Little v. Hook Tire & Service, Inc.
ORDER granting 4 Motion for Judgment on the Pleadings; denying as moot 7 Motion for Hearing. Signed by Chief Judge Frank D. Whitney on 3/13/2014. (eef)
UNITED STATES DISTRICT COURT
WESTERN DISTRICT OF NORTH CAROLINA
DOCKET NO. 3:13-cv-00521-FDW-DSC
HOOK TIRE & SERVICE, INC.,
THIS MATTER is before the Court upon Defendant Hook Tire & Service, Inc.’s Motion
for Judgment on the Pleadings (Doc. No. 5).
Having considered Defendant’s Motion and
Memorandum in Support (Doc. No. 4, 5), Plaintiff Michael Little’s Response in Opposition (Doc.
No. 12), and Defendant’s Reply (Doc. No. 15), the Court finds that Plaintiff failed to timely file a
Charge of Discrimination with the Equal Employment Opportunity Committee (EEOC).
Accordingly, Defendant’s Motion for Judgment on the Pleadings is GRANTED.
Plaintiff’s Complaint alleges violations of Title VII of the Civil Rights Act of 1964 (Title
VII) including both sexual harassment and hostile work environment arising out of the
employment relationship with the Defendant. (Doc. No. 1).
On February 10, 2012, Plaintiff filed a Charge of Discrimination with the EEOC citing
alleged violations occurring from January 2011 until June 9, 2011, when Plaintiff went on medical
leave. (Doc. No. 1, 3-1). The EEOC issued a Dismissal and Notice of Right to Sue dated
February 23, 2012, concluding the charge was not timely filed. (Doc. No. 1, 12-2). On May 21,
2012, Plaintiff received an EEOC Notice of Intent to Reconsider revoking the February 23, 2012,
Dismissal Notice. (Doc. No. 12-3). A second Dismissal and Notice of Right to Sue was mailed to
Plaintiff June 20, 2013, stating the EEOC was unable to conclude that the information obtained
established violations of the statutes and made no mention of the timeliness of the charge. (Doc.
In his Complaint, Plaintiff alleged his Charge of Discrimination was timely filed. (Doc.
No. 1). Defendant filed an Answer on January 30, 2014 (Doc. No. 3), followed by a Motion for
Judgment on the Pleadings (Doc. No. 4), alleging Plaintiff failed to meet the 180 day requisite
filing period pursuant to Title VII.
STANDARD OF REVIEW
Federal Rule of Civil Procedure 12(c) provides that “[a]fter the pleadings are closed—but
early enough not to delay trial—a party may move for judgment on the pleadings.” FED. R. CIV.
In resolving a motion for judgment on the pleadings, a court must accept the
nonmovant’s allegations as true and view the facts in the light most favorable to the nonmoving
Bradley v. Ramsey, 329 F. Supp. 2d 617, 622 (W.D.N.C. 2004) (internal citations
omitted). The court, however, need not “accept the legal conclusions drawn from the facts,” nor
“accept as true unwarranted inferences, unreasonable conclusions, or arguments.” Giarranto v.
Johnson, 521 F.3d 298, 302 (4th Cir. 2008) (internal citations omitted).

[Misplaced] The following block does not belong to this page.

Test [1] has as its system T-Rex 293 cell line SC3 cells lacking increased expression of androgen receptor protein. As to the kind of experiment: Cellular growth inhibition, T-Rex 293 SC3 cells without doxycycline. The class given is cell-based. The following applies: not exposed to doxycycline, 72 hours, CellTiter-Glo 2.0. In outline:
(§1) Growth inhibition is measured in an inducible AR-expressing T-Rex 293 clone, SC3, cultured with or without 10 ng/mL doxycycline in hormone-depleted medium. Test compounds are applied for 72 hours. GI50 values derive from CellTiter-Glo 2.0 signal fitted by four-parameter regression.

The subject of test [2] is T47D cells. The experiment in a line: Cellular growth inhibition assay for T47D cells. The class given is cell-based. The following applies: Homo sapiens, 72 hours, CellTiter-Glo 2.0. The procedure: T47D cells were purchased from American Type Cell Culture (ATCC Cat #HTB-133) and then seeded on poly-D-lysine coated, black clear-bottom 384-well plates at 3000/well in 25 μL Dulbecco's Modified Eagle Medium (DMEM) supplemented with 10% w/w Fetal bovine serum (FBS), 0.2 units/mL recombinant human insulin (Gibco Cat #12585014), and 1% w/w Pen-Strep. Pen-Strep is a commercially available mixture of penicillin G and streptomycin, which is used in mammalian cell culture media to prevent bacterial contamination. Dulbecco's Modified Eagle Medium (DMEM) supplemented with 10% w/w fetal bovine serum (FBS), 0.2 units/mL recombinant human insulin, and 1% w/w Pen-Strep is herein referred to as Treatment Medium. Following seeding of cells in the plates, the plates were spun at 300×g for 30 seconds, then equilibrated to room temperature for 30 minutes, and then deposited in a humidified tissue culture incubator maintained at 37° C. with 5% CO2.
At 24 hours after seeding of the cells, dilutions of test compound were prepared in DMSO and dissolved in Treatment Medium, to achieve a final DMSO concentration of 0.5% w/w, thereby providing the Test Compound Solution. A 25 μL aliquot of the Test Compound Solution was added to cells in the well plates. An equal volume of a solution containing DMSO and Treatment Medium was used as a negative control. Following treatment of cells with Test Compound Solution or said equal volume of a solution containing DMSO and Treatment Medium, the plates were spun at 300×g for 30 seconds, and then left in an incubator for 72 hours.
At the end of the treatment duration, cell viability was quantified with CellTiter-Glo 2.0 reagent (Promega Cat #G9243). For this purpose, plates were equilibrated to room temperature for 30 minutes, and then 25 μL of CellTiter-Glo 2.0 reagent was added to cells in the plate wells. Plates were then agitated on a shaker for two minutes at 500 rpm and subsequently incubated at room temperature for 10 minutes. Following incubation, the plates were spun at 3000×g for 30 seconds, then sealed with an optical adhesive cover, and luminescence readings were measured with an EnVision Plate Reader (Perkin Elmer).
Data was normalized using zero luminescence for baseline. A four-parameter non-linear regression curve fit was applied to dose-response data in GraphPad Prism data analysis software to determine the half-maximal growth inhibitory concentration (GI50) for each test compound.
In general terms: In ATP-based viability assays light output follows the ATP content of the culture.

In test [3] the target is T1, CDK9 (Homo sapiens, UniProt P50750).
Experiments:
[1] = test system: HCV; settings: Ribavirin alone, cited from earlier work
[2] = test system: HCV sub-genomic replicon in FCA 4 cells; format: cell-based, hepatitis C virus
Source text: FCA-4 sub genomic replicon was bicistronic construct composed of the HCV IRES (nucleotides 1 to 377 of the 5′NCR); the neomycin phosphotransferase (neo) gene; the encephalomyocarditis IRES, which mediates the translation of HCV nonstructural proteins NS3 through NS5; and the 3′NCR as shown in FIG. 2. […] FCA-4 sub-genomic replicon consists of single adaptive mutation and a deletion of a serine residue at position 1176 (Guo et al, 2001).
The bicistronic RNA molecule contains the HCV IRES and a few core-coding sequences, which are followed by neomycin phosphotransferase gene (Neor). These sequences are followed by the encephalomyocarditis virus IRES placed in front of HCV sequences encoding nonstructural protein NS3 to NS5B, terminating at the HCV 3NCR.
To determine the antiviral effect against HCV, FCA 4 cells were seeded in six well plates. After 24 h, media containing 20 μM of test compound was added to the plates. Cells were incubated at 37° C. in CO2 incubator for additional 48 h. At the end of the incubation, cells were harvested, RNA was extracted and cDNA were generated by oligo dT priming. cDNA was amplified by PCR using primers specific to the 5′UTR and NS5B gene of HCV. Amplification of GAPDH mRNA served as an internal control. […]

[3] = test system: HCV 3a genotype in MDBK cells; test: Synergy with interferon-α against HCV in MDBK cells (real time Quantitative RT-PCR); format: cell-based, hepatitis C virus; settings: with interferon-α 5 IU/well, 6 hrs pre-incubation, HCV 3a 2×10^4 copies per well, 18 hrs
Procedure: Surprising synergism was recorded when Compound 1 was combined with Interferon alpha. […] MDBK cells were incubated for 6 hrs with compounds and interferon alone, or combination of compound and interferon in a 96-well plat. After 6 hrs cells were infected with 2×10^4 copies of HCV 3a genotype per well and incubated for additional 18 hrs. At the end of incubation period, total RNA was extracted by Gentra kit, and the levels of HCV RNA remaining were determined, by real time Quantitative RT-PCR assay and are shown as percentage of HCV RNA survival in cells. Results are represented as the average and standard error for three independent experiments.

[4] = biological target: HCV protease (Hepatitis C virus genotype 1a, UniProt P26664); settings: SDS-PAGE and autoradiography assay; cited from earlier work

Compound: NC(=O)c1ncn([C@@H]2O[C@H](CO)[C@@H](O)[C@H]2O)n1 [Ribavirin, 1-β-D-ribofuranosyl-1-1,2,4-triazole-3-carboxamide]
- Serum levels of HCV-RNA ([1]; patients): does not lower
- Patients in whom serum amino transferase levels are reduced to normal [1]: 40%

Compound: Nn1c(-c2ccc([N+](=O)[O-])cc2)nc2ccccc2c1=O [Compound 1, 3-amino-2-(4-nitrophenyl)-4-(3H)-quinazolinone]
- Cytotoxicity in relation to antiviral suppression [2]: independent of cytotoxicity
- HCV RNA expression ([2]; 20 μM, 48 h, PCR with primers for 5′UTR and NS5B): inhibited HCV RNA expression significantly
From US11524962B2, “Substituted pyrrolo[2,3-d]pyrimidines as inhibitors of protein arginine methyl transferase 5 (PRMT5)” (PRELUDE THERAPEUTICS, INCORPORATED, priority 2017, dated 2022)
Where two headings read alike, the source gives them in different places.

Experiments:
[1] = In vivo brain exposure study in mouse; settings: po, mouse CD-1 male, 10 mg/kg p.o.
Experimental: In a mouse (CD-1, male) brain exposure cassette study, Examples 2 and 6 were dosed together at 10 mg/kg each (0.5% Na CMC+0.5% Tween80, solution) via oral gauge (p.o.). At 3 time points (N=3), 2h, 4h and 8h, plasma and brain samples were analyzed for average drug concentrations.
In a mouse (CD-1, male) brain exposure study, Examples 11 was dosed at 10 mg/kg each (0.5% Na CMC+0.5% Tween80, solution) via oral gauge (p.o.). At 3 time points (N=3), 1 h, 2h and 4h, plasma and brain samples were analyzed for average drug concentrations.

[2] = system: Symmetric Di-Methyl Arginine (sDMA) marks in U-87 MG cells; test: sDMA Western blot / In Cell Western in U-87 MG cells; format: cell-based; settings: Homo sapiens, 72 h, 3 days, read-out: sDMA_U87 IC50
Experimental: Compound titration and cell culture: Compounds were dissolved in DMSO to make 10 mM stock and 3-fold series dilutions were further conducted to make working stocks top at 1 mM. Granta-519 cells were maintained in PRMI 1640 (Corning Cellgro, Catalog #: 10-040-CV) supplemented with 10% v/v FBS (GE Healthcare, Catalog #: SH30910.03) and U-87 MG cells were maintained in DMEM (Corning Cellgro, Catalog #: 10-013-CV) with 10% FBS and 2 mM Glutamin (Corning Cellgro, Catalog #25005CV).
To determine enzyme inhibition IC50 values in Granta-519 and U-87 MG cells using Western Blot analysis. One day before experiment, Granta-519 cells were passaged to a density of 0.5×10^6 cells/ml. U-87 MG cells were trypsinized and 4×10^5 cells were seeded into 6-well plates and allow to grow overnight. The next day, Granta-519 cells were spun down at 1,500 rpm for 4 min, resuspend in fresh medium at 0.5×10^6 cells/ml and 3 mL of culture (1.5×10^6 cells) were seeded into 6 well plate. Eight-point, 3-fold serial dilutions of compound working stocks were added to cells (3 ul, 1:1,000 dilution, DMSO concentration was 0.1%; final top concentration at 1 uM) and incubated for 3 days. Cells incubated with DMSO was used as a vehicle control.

A Rule 12(c) motion is reviewed under a standard similar to that which is used in Rule
12(b)(6) motions to dismiss, with the “key difference being that on a 12(c) motion, the court is to
consider the answer as well as the complaint.” Id. (internal citations omitted).
The court can decide the case on its merits by considering the pleadings along with any
materials referenced in, incorporated by reference, or attached to the pleadings. FED. R. CIV. P.
To maintain a lawsuit based on discrimination, a plaintiff must file a Charge of
Discrimination with the EEOC within 180 days of the alleged discriminatory act. 42 U.S.C.
2000e-5(e)(1); see also Nat’l R.R. Passenger Corp. v. Morgan, 536 U.S. 101 (2002). If a plaintiff
fails to file within the requisite time period, the suit is time-barred. Nat’l, 536 U.S. at 103
(holding use of the word ‘shall’ within the statute “makes the act of filing a charge [of
discrimination] within the specific time period mandatory”); see also McCullough v. Branch
Banking & Trust Co., 35 F.3d 127 (4th Cir. 1994).
Plaintiff failed to meet the 180 day requisite, filing the Charge of Discrimination on
February 10, 2012, two hundred and forty-six days (246) after Plaintiff went on medical leave on
June 9, 2011. Plaintiff argues the requisite was met because the EEOC vacated the first Notice of
Dismissal that noted late filing, and issued a second, effectively interpreting the charge as timely.
This Court notes that an Administrative agency’s decisions may be accorded deference, however,
their interpretation cannot supersede statutory mandate. Mohasco Corp. v. Silver, 447 U.S. 807,
825 (1980) (“[W]e reject the argument that the timeliness requirements would be adequately
served by allowing the EEOC to treat a letter received [outside the date requirement] as ‘filed . . .
Plaintiff’s charge was clearly filed forty-six days (46) after the required deadline.
Accordingly, Plaintiff’s claim is time-barred.
IT IS THEREFORE ORDERED that Defendant’s Motion for Judgment on the Pleadings
(Doc. No. 4) is GRANTED, and Defendant’s Request for a Preliminary Hearing pursuant to
paragraph 3(c)(ii) of this Court’s Initial Scheduling Order is DENIED as it is moot. The Clerk is
respectfully directed to CLOSE THE CASE.
IT IS SO ORDERED.
Signed: March 13, 2014
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